Alumna Keeps Families In Touch During Pandemic

Alumna Keeps Families In Touch During Pandemic

We’ve seen the images.  We’ve read the stories.  COVID-19 patients are dying in hospitals alone; there are medical professionals all around, but they are dressed in what one COVID-19 patient called “spacesuits.”  There is no personal contact from the medical staff or from family members because almost every hospital has instituted a no-visitor policy due to the contagiousness of the coronavirus. 

Because of this, many nurses strive to find ways to bring loved ones into the room with the dying patient. They are doing this virtually.  Dr. Deena Drake, PhD, ‘19, a clinical nurse specialist at Sharp Chula Vista Medical Center, did what she could to bring the family into the room with their dying loved one; she used Zoom and face-timed with family on her personal phone to make that difficult time just a bit less difficult.

“What we see is the patients feel isolated, they feel something of a burden; the doors are closed, the hospital is silent especially on the COVID units,” Drake said. “But for the patients that are actually dying, to feel that isolation, I can’t even imagine it. I think we all start to say something like ‘I understand what you must be feeling now.’ But, with the families, I always stop myself and say, ‘I don’t know what it’s like to be in your position right now. If this were my loved one, I would be going crazy trying to get into this hospital.  I would probably be that person outside you were calling the police on and it takes a toll on everyone to hear that suffering.’”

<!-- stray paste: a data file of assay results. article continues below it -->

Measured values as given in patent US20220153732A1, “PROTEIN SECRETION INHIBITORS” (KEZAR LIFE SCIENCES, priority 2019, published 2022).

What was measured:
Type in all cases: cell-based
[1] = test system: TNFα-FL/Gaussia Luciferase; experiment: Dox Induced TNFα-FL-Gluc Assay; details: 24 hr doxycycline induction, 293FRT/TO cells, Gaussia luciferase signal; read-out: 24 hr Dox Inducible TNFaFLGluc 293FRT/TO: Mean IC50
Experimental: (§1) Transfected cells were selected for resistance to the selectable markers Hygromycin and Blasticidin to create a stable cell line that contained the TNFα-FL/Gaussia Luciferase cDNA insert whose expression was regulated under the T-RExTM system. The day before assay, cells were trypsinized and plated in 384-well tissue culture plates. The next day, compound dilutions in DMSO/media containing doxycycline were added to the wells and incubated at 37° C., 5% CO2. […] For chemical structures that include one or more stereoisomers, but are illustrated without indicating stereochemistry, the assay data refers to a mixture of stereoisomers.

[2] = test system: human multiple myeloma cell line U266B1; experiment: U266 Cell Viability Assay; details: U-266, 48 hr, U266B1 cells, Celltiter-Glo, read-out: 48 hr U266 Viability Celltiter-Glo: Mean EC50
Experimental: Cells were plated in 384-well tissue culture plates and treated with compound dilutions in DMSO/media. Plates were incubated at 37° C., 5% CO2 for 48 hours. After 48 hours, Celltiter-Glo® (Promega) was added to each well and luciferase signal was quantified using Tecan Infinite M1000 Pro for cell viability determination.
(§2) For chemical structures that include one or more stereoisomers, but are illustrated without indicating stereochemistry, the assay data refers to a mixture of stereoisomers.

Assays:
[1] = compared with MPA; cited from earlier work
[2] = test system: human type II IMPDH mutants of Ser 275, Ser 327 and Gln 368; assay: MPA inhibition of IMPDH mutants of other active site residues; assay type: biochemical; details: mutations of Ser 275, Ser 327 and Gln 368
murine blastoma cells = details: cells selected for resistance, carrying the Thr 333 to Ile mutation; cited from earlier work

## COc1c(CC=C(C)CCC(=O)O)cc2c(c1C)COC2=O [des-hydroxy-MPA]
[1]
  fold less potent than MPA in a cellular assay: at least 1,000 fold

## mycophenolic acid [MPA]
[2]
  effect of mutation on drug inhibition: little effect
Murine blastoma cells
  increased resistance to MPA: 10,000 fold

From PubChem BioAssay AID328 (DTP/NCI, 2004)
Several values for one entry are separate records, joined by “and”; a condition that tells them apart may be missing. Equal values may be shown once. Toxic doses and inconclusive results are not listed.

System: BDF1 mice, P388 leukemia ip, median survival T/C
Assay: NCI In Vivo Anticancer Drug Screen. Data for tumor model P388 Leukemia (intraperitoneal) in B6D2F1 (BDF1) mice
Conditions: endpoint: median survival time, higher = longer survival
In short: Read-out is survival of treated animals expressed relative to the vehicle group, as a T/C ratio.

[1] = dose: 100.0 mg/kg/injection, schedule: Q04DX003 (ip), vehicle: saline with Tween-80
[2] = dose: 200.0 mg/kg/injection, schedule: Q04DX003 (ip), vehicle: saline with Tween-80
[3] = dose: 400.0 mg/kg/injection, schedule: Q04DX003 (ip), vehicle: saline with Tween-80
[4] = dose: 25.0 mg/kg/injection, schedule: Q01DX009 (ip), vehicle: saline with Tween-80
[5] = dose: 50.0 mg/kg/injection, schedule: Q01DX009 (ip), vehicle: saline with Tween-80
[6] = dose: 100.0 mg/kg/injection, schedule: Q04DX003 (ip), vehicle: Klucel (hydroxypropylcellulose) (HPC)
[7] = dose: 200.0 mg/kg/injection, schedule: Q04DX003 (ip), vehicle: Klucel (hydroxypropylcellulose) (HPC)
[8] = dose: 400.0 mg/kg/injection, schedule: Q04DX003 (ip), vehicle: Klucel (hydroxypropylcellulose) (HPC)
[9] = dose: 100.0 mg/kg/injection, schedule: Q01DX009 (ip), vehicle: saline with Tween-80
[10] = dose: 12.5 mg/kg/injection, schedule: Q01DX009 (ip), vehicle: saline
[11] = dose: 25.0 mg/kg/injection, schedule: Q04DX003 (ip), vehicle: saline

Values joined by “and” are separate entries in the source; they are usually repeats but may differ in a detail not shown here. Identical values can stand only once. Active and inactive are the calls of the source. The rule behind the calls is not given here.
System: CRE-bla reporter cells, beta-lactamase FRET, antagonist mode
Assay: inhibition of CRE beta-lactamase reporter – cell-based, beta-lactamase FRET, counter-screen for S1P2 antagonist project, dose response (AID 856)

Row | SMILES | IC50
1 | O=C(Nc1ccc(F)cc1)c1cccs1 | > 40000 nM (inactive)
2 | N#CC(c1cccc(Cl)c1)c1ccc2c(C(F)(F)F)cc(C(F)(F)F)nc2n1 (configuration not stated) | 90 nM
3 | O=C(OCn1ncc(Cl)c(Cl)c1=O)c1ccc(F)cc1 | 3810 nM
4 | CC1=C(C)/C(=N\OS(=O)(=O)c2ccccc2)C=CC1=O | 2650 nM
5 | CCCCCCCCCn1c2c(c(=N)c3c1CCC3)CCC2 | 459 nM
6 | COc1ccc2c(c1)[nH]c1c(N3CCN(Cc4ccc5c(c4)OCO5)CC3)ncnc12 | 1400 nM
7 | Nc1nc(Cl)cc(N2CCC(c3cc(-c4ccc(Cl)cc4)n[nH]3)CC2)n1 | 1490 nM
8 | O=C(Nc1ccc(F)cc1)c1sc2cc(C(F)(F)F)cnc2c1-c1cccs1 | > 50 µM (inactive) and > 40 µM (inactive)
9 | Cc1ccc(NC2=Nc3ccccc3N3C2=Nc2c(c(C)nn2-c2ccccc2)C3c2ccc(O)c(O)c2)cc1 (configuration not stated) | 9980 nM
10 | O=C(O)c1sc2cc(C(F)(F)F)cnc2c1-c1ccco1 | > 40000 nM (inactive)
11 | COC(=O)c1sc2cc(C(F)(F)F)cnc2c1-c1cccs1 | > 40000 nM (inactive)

When hospital administrators heard what nurses were doing, they put a stop to it. It was, among other things, a violation of HIPPA, the Health Insurance Portability and Accountability Act, which is the federal law intended to give you control over your own personal health information.  So Drake did the only thing she could think of.